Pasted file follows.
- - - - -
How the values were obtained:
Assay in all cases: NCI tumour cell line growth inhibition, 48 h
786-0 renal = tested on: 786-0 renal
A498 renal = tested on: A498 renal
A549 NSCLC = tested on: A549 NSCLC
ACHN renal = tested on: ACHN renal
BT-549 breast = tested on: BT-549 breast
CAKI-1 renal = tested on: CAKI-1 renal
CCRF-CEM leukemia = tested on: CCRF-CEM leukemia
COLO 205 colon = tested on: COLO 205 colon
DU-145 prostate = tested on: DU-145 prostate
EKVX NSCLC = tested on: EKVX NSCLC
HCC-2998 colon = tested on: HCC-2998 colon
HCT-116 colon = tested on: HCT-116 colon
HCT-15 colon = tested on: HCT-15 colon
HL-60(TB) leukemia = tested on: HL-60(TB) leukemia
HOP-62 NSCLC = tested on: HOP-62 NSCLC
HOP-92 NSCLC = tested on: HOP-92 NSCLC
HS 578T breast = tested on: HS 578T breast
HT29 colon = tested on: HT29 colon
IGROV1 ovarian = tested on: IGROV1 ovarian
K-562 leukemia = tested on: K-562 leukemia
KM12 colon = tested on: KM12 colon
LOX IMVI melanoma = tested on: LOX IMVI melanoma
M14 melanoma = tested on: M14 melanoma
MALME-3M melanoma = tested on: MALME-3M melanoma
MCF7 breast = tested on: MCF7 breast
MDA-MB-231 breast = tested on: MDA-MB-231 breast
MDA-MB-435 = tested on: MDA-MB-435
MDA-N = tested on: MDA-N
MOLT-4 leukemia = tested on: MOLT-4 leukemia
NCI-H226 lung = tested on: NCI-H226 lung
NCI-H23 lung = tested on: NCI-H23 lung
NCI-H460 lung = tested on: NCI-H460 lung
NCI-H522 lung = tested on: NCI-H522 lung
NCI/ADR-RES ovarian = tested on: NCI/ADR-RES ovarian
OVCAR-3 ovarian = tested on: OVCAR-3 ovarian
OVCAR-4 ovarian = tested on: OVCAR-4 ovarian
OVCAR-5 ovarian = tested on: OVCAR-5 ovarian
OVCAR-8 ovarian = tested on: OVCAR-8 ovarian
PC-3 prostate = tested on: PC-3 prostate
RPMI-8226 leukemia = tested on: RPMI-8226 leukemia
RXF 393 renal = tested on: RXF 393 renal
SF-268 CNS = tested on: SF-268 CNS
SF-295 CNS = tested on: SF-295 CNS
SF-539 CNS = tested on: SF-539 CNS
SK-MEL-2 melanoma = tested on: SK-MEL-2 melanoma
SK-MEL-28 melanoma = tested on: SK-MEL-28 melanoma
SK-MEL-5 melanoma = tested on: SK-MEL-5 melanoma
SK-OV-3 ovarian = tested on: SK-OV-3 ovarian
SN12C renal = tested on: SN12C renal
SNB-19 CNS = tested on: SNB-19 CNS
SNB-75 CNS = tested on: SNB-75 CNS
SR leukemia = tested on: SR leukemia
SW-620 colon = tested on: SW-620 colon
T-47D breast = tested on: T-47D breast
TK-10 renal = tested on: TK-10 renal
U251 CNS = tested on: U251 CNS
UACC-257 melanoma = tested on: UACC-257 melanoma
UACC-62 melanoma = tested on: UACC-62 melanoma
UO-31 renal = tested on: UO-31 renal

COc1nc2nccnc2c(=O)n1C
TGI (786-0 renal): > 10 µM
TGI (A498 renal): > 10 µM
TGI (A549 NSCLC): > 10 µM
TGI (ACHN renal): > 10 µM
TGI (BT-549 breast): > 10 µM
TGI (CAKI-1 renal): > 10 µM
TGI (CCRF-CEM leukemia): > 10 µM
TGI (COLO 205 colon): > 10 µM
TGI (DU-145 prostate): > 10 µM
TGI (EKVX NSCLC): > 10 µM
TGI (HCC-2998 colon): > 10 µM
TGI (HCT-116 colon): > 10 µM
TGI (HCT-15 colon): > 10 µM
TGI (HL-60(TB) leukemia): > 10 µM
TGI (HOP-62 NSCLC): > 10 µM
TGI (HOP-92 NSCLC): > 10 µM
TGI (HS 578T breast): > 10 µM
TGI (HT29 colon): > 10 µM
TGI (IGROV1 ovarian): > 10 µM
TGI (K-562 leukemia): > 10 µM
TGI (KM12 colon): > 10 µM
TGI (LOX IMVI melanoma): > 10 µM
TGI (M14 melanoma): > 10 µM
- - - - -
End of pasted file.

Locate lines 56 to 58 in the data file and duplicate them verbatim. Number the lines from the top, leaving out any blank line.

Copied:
T-47D breast = tested on: T-47D breast
TK-10 renal = tested on: TK-10 renal
U251 CNS = tested on: U251 CNS